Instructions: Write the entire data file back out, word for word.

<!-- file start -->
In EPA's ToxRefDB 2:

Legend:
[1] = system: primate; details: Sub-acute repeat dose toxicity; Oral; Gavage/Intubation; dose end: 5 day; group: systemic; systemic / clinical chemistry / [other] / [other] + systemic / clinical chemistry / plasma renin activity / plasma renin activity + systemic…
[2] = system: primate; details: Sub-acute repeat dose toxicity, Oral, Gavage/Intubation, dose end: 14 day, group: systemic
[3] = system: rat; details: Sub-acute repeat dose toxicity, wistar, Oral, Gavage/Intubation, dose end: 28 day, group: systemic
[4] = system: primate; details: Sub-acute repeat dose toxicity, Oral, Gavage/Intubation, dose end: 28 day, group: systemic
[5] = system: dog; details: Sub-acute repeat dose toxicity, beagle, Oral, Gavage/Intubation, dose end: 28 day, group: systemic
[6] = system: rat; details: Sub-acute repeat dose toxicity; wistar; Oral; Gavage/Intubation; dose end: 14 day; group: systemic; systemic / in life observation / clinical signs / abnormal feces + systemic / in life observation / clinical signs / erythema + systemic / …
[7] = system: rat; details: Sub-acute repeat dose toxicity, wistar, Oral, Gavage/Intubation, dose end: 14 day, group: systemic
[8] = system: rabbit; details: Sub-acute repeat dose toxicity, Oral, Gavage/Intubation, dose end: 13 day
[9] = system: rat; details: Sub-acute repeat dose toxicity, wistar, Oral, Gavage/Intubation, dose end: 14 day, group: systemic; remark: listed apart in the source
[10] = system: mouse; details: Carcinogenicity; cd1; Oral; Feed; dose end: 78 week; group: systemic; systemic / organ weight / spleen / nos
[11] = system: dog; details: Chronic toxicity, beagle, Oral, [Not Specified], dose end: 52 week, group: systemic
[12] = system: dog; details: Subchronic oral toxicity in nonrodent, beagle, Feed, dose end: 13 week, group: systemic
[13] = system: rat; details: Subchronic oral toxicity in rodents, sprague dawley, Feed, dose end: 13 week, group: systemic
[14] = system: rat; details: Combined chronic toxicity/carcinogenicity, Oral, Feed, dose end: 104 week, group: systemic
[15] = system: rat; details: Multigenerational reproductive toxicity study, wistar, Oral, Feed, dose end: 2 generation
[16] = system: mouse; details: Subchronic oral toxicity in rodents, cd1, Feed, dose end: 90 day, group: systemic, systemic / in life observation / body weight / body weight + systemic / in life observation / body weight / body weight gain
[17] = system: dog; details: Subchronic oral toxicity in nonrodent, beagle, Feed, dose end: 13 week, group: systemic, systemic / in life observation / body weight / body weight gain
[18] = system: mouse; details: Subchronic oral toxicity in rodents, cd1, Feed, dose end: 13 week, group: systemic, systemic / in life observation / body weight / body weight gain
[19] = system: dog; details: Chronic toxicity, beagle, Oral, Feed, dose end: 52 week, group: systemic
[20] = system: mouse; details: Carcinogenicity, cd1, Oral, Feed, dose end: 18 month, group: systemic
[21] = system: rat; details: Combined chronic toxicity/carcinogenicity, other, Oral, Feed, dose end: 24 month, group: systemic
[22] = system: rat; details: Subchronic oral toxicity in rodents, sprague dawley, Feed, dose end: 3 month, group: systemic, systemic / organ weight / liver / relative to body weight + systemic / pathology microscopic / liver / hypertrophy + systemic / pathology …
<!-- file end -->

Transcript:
In EPA's ToxRefDB 2:

Legend:
[1] = system: primate; details: Sub-acute repeat dose toxicity; Oral; Gavage/Intubation; dose end: 5 day; group: systemic; systemic / clinical chemistry / [other] / [other] + systemic / clinical chemistry / plasma renin activity / plasma renin activity + systemic…
[2] = system: primate; details: Sub-acute repeat dose toxicity, Oral, Gavage/Intubation, dose end: 14 day, group: systemic
[3] = system: rat; details: Sub-acute repeat dose toxicity, wistar, Oral, Gavage/Intubation, dose end: 28 day, group: systemic
[4] = system: primate; details: Sub-acute repeat dose toxicity, Oral, Gavage/Intubation, dose end: 28 day, group: systemic
[5] = system: dog; details: Sub-acute repeat dose toxicity, beagle, Oral, Gavage/Intubation, dose end: 28 day, group: systemic
[6] = system: rat; details: Sub-acute repeat dose toxicity; wistar; Oral; Gavage/Intubation; dose end: 14 day; group: systemic; systemic / in life observation / clinical signs / abnormal feces + systemic / in life observation / clinical signs / erythema + systemic / …
[7] = system: rat; details: Sub-acute repeat dose toxicity, wistar, Oral, Gavage/Intubation, dose end: 14 day, group: systemic
[8] = system: rabbit; details: Sub-acute repeat dose toxicity, Oral, Gavage/Intubation, dose end: 13 day
[9] = system: rat; details: Sub-acute repeat dose toxicity, wistar, Oral, Gavage/Intubation, dose end: 14 day, group: systemic; remark: listed apart in the source
[10] = system: mouse; details: Carcinogenicity; cd1; Oral; Feed; dose end: 78 week; group: systemic; systemic / organ weight / spleen / nos
[11] = system: dog; details: Chronic toxicity, beagle, Oral, [Not Specified], dose end: 52 week, group: systemic
[12] = system: dog; details: Subchronic oral toxicity in nonrodent, beagle, Feed, dose end: 13 week, group: systemic
[13] = system: rat; details: Subchronic oral toxicity in rodents, sprague dawley, Feed, dose end: 13 week, group: systemic
[14] = system: rat; details: Combined chronic toxicity/carcinogenicity, Oral, Feed, dose end: 104 week, group: systemic
[15] = system: rat; details: Multigenerational reproductive toxicity study, wistar, Oral, Feed, dose end: 2 generation
[16] = system: mouse; details: Subchronic oral toxicity in rodents, cd1, Feed, dose end: 90 day, group: systemic, systemic / in life observation / body weight / body weight + systemic / in life observation / body weight / body weight gain
[17] = system: dog; details: Subchronic oral toxicity in nonrodent, beagle, Feed, dose end: 13 week, group: systemic, systemic / in life observation / body weight / body weight gain
[18] = system: mouse; details: Subchronic oral toxicity in rodents, cd1, Feed, dose end: 13 week, group: systemic, systemic / in life observation / body weight / body weight gain
[19] = system: dog; details: Chronic toxicity, beagle, Oral, Feed, dose end: 52 week, group: systemic
[20] = system: mouse; details: Carcinogenicity, cd1, Oral, Feed, dose end: 18 month, group: systemic
[21] = system: rat; details: Combined chronic toxicity/carcinogenicity, other, Oral, Feed, dose end: 24 month, group: systemic
[22] = system: rat; details: Subchronic oral toxicity in rodents, sprague dawley, Feed, dose end: 3 month, group: systemic, systemic / organ weight / liver / relative to body weight + systemic / pathology microscopic / liver / hypertrophy + systemic / pathology …